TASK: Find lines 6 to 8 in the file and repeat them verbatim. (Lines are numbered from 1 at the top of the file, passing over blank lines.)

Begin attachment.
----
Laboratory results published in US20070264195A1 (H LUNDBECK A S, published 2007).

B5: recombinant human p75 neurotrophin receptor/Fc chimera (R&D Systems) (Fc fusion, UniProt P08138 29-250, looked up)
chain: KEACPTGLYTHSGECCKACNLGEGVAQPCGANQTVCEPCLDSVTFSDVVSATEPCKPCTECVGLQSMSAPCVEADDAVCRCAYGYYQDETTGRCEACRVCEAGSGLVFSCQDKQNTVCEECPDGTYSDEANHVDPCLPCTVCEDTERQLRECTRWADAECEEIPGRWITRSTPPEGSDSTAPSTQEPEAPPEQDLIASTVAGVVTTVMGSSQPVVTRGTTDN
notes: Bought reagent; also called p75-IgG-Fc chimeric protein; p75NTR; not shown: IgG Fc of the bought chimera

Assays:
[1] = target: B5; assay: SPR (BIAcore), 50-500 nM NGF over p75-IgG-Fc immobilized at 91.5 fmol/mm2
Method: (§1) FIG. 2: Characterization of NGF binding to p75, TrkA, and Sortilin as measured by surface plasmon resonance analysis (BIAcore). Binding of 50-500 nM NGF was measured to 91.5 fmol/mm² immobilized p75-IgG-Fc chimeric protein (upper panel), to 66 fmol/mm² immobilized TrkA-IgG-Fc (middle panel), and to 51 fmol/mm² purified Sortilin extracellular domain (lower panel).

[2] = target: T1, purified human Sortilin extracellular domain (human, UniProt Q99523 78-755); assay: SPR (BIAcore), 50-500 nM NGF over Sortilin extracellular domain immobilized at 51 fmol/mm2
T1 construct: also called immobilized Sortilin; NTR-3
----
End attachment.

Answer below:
[1] = target: B5; assay: SPR (BIAcore), 50-500 nM NGF over p75-IgG-Fc immobilized at 91.5 fmol/mm2
Method: (§1) FIG. 2: Characterization of NGF binding to p75, TrkA, and Sortilin as measured by surface plasmon resonance analysis (BIAcore). Binding of 50-500 nM NGF was measured to 91.5 fmol/mm² immobilized p75-IgG-Fc chimeric protein (upper panel), to 66 fmol/mm² immobilized TrkA-IgG-Fc (middle panel), and to 51 fmol/mm² purified Sortilin extracellular domain (lower panel).

[2] = target: T1, purified human Sortilin extracellular domain (human, UniProt Q99523 78-755); assay: SPR (BIAcore), 50-500 nM NGF over Sortilin extracellular domain immobilized at 51 fmol/mm2